That changes dramatically with Woods, who played nine NFL seasons — four at Buffalo, five with the Rams.

But Woods has done more than just catch passes during his NFL tenure. He has, in every way, transformed into a teammate and a leader – serving as one of the Rams’ captains for the past two seasons.

Here’s what Rams coach Sean McVay said about Woods after the ACL injury:

“You’re sick for Robert,” McVay said at the time. “He epitomizes everything that has been right about this place. Such a great competitor, such a tough player, such a great football player and a great person. It’s so unfortunate.

Woods should serve as an invaluable mentor to Brown and other young receivers.

The price was right: The Titans gave up some good draft capital last season when they acquired Jones, giving up a second-round pick in 2022 and a fourth-round pick in 2023.

But it was very different this time. The Titans only dropped out of the sixth round of 2023 — due to Woods’ injury status and the Rams trying to offload him for salary cap space.

So if for some reason things don’t work out with Woods, the Titans wouldn’t have hurt themselves so much in the draft. Sixth-round picks aren’t counted on to have much of an impact. Linebacker David Long is the only sixth-round pick under Robinson who has excelled, while the production of the others – wide receiver Racey McMath, safety Brady Breeze, quarterback Luke Falk, offensive lineman Corey Levin and player offensive lineman Sebastian Tretola – has been minimal (at best) so far.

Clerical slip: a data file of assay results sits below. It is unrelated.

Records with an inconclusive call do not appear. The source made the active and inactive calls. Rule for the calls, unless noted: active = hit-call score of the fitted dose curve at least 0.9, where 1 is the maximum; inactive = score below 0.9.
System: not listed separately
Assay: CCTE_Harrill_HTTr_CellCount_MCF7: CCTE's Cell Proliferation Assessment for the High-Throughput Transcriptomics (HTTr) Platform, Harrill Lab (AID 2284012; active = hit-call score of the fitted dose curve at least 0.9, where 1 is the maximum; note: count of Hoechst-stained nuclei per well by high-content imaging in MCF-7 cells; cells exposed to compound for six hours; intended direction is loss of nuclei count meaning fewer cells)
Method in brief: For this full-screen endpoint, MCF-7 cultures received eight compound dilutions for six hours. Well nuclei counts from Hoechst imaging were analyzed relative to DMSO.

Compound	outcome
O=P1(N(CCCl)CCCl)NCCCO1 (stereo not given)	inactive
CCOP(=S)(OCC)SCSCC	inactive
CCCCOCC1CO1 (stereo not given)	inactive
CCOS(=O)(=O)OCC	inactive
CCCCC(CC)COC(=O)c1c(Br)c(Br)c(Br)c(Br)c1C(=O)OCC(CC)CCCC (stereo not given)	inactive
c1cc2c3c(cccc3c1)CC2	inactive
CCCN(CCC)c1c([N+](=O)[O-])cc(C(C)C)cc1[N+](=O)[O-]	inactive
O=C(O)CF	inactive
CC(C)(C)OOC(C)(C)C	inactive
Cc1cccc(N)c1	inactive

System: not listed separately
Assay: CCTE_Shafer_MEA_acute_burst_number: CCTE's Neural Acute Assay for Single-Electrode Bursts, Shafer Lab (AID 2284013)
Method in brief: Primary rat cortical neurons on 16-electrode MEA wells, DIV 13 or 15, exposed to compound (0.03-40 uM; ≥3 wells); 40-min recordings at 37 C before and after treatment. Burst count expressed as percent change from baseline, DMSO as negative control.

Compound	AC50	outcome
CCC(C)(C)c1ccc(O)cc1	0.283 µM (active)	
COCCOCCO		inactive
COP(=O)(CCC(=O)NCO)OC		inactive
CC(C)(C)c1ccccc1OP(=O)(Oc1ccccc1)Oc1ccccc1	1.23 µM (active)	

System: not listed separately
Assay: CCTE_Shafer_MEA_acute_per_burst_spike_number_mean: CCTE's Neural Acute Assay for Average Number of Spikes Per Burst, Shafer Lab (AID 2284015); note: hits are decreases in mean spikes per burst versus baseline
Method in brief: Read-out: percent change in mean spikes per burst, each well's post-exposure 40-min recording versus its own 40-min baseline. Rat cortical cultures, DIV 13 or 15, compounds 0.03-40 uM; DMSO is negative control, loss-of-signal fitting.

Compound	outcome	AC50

BE CAREFUL

The question of age: The good news is that Woods, who turns 30 next month, is three years younger than Julio Jones. But the fact remains that high-impact receivers 30 or older are rare in the NFL these days.

Only one receiver 30 or older — Buffalo’s Cole Beasley (82 receptions) — has finished in the NFL’s top 25 for catches in 2021, and only four (Adam Thielen of Minnesota, Marvin Jones of Jacksonville and AJ Green of Arizona were the other three) finished in the top 50.

No receiver 30 or older finished in the NFL’s top 25 in receiving yards last season, and only five — Green, Marvin Jones, Thielen, Beasley and Buffalo’s Emmanuel Sanders — finished in the top 50 of the league.

Only two receivers 30 or older — Thielen (10 touchdowns) and Randall Cobb of Green Bay (five touchdowns) — caught as many as five touchdown passes last season.